These are older results from a K-12 Parent Survey. If you’re looking for the most up-to-date resources, you’ll find them here.
This was the second year that Niche surveyed parents to learn about their school search experiences. The survey was open from August 27 to September 19, 2021, and was posted to Niche, sent to registered parents, and shared in the Niche Parents Facebook group. Results were segmented into preschool searchers, K-8 searchers, high school searchers, and college searchers. For high school searches, we received 856 responses from parents and guardians with a child who started in grades 9-12 in the fall of 2021.
A Few Key Results:
- The most important factors that parents considered when searching for high schools were class sizes, teacher qualifications, and a school’s ranking. This is a change from 2020, when safety, teacher qualifications, and how challenging classes are were most important.
- Despite broader availability of in-person instruction in the fall of 2021, 31% of families chose virtual learning; 8% due to academic concerns, and 23% due to safety concerns.
- 22% of families reported mental health/social-emotional challenges with their child(ren) due to COVID-19
- There was an increased interest in STEM for families who searched for schools with a specific programmatic focus; 52% considered schools with a STEM focus in 2021 compared to 35% in 2020.
Fall 2021 High School Search Considerations
For 73% of respondents who searched for schools in this age group, local schools were a factor in their decision regarding where to live. Sixty-three percent of families in this age group had students enrolled in public schools last year, and only 22% had children who attended school in person.
Teacher qualifications (63%), class sizes, (62%), and school rankings (46%) were the most important factors families considered as they evaluated schools. Advanced placement opportunities (45%), college counseling services (43%), and social-emotional development (42%) were also important factors. All of these factors were of greatest importance to families with children enrolled in public schools last year, who were also the most likely to have the 2020-21 school year learning fully remotely or in a hybrid format. For the second year, International Baccalaureate opportunities were of the least importance to families.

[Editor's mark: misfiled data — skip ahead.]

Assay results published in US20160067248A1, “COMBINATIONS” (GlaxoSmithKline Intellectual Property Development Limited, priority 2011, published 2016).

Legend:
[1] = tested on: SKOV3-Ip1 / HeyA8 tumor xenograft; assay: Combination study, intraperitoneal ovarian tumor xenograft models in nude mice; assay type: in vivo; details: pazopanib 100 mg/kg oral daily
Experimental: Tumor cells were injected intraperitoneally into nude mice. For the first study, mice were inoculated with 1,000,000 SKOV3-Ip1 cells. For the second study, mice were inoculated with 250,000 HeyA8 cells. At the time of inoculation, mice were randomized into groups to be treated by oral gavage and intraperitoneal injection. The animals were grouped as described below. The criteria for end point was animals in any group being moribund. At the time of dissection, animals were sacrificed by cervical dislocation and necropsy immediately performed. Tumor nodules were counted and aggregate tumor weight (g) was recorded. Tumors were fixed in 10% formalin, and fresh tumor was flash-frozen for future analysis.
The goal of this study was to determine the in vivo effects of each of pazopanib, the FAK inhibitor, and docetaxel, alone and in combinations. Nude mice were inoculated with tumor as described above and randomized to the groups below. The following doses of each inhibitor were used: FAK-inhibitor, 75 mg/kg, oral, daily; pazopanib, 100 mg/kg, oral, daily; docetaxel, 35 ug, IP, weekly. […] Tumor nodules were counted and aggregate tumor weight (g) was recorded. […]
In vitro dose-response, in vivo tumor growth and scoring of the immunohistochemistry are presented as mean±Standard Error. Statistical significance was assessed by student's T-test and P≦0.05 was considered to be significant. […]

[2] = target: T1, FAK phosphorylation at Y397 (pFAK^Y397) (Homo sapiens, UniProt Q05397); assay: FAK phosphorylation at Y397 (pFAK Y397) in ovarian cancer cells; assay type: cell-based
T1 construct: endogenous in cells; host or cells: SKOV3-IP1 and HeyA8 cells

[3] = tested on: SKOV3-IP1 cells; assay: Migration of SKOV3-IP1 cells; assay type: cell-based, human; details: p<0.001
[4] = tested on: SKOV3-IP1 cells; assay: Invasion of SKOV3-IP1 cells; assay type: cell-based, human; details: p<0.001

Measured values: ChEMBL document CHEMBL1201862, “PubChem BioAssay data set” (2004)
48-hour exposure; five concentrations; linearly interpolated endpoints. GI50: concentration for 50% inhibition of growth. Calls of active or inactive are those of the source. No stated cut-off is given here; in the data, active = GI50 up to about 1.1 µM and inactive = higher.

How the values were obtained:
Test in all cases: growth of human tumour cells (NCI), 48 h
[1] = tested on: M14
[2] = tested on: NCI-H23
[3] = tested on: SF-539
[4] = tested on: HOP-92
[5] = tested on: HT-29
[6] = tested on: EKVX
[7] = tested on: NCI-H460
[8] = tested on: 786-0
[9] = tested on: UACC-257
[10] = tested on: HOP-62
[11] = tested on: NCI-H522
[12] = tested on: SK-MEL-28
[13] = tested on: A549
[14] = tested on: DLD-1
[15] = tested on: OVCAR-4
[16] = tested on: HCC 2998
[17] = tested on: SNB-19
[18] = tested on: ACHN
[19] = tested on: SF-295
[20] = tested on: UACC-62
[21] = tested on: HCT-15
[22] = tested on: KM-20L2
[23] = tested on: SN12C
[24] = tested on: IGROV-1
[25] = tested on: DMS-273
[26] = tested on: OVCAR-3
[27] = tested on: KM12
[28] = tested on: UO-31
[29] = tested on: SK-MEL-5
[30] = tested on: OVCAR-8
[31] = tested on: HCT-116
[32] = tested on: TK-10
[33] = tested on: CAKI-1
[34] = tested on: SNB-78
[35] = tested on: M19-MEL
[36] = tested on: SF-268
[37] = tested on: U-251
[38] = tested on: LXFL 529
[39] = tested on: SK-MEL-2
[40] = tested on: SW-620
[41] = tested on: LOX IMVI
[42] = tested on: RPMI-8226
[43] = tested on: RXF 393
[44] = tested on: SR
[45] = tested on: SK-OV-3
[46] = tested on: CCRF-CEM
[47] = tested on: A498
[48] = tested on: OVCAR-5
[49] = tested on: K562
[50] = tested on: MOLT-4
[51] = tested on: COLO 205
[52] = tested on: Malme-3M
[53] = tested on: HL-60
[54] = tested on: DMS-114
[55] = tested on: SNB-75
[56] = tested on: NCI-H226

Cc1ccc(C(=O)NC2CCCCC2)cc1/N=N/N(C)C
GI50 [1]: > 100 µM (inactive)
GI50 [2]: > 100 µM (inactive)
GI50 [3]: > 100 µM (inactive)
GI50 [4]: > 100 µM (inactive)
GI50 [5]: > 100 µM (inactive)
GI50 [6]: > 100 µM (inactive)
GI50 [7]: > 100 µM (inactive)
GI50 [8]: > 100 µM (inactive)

Similar to 2020, the majority of families considered multiple schools, and 13% exclusively considered their local public schools. The duration of time for the consideration stage for high school families shrunk significantly going into the fall of 2021. At 42%, there was an increase from 2020 in families who didn’t start looking for schools until six months or less before they would enroll, with 20% beginning their school searches one year or more before enrollment.
Compared to last year, consideration for public schools declined nearly 10% to 59%, while interest in religious private schools (32%), charter schools (32%), and non-religious private schools (31%) all increased. Interest in online public schools increased from 8% to 12%, and 10% of families considered homeschooling. Suburban families were the most likely to consider homeschooling. For families that considered schools with a particular specialization, STEM was once again the most popular at 52%, followed by fine and performing arts at 26%.